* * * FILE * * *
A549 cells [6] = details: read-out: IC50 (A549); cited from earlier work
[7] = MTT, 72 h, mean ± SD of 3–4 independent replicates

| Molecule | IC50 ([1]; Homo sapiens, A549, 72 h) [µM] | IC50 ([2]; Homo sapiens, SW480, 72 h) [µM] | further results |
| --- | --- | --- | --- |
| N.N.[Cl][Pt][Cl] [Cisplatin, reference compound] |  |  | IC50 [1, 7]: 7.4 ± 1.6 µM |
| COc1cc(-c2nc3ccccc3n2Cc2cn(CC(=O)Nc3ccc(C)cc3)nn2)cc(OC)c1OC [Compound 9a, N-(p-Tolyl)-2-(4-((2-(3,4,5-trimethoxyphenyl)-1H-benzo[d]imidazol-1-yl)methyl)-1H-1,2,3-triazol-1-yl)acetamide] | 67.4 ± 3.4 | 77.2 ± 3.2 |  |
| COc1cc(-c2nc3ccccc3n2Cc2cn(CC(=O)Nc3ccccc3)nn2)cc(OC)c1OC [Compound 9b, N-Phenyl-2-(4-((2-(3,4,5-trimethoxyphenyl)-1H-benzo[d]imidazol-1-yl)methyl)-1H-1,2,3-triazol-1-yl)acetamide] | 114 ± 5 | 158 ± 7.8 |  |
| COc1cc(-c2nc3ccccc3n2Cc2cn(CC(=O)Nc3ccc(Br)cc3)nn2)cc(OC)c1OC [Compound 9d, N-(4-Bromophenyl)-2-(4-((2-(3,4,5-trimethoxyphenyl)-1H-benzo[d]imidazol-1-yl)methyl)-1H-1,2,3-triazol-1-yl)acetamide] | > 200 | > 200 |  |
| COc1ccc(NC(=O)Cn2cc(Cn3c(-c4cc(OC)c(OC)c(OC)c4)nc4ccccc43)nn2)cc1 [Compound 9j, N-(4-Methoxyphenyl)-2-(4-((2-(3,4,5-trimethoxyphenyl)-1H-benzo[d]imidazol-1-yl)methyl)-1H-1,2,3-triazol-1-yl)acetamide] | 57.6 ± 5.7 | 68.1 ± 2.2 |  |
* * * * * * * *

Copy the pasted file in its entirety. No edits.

A549 cells [6] = details: read-out: IC50 (A549); cited from earlier work
[7] = MTT, 72 h, mean ± SD of 3–4 independent replicates

| Molecule | IC50 ([1]; Homo sapiens, A549, 72 h) [µM] | IC50 ([2]; Homo sapiens, SW480, 72 h) [µM] | further results |
| --- | --- | --- | --- |
| N.N.[Cl][Pt][Cl] [Cisplatin, reference compound] |  |  | IC50 [1, 7]: 7.4 ± 1.6 µM |
| COc1cc(-c2nc3ccccc3n2Cc2cn(CC(=O)Nc3ccc(C)cc3)nn2)cc(OC)c1OC [Compound 9a, N-(p-Tolyl)-2-(4-((2-(3,4,5-trimethoxyphenyl)-1H-benzo[d]imidazol-1-yl)methyl)-1H-1,2,3-triazol-1-yl)acetamide] | 67.4 ± 3.4 | 77.2 ± 3.2 |  |
| COc1cc(-c2nc3ccccc3n2Cc2cn(CC(=O)Nc3ccccc3)nn2)cc(OC)c1OC [Compound 9b, N-Phenyl-2-(4-((2-(3,4,5-trimethoxyphenyl)-1H-benzo[d]imidazol-1-yl)methyl)-1H-1,2,3-triazol-1-yl)acetamide] | 114 ± 5 | 158 ± 7.8 |  |
| COc1cc(-c2nc3ccccc3n2Cc2cn(CC(=O)Nc3ccc(Br)cc3)nn2)cc(OC)c1OC [Compound 9d, N-(4-Bromophenyl)-2-(4-((2-(3,4,5-trimethoxyphenyl)-1H-benzo[d]imidazol-1-yl)methyl)-1H-1,2,3-triazol-1-yl)acetamide] | > 200 | > 200 |  |
| COc1ccc(NC(=O)Cn2cc(Cn3c(-c4cc(OC)c(OC)c(OC)c4)nc4ccccc43)nn2)cc1 [Compound 9j, N-(4-Methoxyphenyl)-2-(4-((2-(3,4,5-trimethoxyphenyl)-1H-benzo[d]imidazol-1-yl)methyl)-1H-1,2,3-triazol-1-yl)acetamide] | 57.6 ± 5.7 | 68.1 ± 2.2 |  |